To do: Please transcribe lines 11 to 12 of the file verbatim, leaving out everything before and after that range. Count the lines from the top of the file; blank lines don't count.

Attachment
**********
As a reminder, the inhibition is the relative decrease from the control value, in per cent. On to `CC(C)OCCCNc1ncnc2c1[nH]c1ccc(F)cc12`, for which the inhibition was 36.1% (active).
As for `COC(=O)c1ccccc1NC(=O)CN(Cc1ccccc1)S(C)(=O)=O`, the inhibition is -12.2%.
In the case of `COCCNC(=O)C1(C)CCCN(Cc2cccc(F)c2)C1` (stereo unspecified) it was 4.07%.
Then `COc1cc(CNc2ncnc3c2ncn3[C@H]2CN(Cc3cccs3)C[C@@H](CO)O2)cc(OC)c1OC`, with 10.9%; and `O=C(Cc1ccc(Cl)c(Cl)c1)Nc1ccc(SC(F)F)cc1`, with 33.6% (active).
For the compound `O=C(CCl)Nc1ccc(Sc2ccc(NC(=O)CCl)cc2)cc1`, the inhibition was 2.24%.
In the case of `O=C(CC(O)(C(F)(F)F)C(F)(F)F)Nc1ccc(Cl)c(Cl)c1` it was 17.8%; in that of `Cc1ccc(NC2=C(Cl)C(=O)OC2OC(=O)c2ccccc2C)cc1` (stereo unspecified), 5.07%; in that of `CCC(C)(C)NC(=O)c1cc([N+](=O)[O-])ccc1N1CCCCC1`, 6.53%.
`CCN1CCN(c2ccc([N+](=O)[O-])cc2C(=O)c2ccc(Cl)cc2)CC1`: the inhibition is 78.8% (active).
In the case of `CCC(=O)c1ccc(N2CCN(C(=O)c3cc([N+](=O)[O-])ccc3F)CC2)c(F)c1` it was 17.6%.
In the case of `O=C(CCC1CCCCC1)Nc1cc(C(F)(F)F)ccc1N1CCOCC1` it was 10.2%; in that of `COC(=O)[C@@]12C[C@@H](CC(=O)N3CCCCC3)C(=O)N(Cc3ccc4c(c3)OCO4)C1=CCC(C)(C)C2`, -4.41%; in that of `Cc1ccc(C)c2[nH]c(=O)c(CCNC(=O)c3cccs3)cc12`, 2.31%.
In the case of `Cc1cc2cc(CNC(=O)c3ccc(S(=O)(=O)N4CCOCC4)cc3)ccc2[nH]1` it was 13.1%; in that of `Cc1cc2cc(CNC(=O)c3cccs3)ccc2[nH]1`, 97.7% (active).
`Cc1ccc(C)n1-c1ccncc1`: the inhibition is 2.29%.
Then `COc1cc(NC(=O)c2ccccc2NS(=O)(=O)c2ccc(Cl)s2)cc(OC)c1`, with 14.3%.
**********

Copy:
`Cc1ccc(C)n1-c1ccncc1`: the inhibition is 2.29%.
Then `COc1cc(NC(=O)c2ccccc2NS(=O)(=O)c2ccc(Cl)s2)cc(OC)c1`, with 14.3%.